From "Believers," an O. Henry Recommended Story
Rose watched him from the kitchen as she filled two mugs with coffee. She arranged them on a tray along with cream, sugar, spoons, napkins. She'd gone out early that morning, before Richard left for work, and picked up a few cinnamon buns. Did they have sweet things in prison? Richard had sat up with her all night, asking her to please guess what he might want from her, from them. Rose noticed the way he kept putting her on his side, and Barry on the other. "He's my father," Rose said at one point, closing the discussion. Now that she was looking at Barry again, up close this time, she saw that although he looked different there were more similarities than she'd noticed that day on the sidewalk. He had the same way of becoming the main focal point of the room. It was more than his appearance, his hair standing on end, the rough way he handled the cushions of the couch. Where Richard had a habit of blending in to Rose's peripheral vision, Barry had a way of drawing her eye back to him. She watched him cross his legs, left knee over right, and this one detail forced her to put down the coffee pot and hold on to the counter. As a child, she'd been fascinated by this odd contradiction in him, the splash of refinement. Despite filthy socks, two days' worth of stale booze emanating from his pores, there he'd go, crossing one leg over the other as if he were a British lord.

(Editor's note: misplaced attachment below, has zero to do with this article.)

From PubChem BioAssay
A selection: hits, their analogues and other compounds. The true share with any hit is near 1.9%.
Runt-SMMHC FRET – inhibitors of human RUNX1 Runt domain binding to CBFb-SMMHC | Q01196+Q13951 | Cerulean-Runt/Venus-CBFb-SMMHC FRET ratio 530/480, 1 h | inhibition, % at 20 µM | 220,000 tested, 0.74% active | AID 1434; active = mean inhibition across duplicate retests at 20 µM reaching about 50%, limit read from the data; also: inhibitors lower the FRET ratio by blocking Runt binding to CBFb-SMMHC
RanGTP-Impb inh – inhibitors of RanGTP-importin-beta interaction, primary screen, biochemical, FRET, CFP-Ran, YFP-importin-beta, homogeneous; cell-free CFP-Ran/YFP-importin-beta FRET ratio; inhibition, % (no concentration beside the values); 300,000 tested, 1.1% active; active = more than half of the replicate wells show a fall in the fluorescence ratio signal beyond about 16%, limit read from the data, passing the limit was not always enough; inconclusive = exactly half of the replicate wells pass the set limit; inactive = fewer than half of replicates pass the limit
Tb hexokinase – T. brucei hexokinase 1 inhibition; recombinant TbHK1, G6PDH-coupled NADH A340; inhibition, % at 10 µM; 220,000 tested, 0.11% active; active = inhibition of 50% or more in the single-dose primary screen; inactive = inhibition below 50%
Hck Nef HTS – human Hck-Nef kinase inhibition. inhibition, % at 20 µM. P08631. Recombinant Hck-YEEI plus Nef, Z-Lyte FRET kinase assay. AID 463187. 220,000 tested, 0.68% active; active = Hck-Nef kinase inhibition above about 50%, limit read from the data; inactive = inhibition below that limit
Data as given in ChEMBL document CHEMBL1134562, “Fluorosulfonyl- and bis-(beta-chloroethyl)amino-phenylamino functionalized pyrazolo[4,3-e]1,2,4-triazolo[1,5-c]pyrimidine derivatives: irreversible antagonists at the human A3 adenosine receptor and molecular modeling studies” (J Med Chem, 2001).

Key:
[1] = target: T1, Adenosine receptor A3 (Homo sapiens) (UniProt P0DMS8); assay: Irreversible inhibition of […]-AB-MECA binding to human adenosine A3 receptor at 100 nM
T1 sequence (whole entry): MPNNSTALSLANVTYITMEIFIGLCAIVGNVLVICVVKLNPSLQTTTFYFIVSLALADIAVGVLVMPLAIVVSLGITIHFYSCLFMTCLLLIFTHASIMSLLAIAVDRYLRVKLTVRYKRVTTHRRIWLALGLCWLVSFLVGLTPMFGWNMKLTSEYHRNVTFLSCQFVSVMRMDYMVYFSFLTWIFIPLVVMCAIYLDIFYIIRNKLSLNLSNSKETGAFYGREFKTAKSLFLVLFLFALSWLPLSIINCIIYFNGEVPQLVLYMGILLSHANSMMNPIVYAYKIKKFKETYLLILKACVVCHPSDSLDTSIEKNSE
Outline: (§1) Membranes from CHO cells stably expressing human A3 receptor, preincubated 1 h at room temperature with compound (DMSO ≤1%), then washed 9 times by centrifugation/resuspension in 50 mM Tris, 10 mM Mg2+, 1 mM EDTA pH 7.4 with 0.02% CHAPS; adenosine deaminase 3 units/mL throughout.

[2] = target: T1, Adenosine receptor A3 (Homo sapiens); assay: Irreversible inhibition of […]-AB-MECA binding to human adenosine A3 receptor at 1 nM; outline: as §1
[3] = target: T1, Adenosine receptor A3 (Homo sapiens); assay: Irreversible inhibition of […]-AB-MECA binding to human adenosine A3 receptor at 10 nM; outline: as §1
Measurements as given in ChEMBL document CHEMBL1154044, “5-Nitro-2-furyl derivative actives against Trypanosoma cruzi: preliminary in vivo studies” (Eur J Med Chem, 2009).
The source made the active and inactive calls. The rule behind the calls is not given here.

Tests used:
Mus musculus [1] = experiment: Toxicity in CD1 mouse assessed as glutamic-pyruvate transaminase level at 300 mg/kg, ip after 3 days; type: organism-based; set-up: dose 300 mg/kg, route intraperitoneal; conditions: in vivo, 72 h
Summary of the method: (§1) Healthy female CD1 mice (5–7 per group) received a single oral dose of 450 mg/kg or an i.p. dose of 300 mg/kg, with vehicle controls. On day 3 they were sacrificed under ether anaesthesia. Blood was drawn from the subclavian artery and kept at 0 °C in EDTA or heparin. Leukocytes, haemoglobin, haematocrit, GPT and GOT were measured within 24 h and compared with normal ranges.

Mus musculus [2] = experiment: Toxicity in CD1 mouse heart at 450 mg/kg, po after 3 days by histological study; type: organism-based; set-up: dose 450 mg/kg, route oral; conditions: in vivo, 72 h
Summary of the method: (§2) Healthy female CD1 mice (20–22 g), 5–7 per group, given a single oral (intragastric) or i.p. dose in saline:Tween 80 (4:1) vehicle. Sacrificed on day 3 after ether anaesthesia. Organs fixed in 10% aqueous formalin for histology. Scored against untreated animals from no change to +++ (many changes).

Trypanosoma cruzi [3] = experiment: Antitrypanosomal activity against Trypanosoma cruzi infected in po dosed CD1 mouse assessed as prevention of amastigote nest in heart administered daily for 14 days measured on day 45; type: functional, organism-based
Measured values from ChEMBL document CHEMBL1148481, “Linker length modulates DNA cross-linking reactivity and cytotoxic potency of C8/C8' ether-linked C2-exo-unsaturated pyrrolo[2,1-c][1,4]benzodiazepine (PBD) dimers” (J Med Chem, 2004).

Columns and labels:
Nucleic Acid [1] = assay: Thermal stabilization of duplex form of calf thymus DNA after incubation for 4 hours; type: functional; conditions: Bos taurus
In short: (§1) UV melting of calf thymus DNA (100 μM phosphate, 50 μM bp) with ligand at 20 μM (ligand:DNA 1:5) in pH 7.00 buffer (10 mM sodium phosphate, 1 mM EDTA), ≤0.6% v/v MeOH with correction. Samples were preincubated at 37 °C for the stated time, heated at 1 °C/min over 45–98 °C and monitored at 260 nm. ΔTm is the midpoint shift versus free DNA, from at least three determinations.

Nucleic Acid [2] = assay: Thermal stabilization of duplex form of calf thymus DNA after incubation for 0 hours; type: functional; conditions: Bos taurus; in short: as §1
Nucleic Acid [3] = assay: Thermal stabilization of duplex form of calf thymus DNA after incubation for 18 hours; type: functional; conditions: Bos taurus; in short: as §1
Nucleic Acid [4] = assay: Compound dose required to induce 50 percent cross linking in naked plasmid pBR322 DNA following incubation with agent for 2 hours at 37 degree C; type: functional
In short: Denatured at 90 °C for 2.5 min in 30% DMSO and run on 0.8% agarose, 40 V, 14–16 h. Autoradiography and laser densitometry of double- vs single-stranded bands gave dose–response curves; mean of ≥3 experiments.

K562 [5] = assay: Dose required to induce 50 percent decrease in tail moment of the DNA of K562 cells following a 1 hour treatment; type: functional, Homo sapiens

("Believers" by Mary Beth Keane first appeared in Antioch Review. Copyright © by Mary Beth Keane. Excerpted by permission of the author.)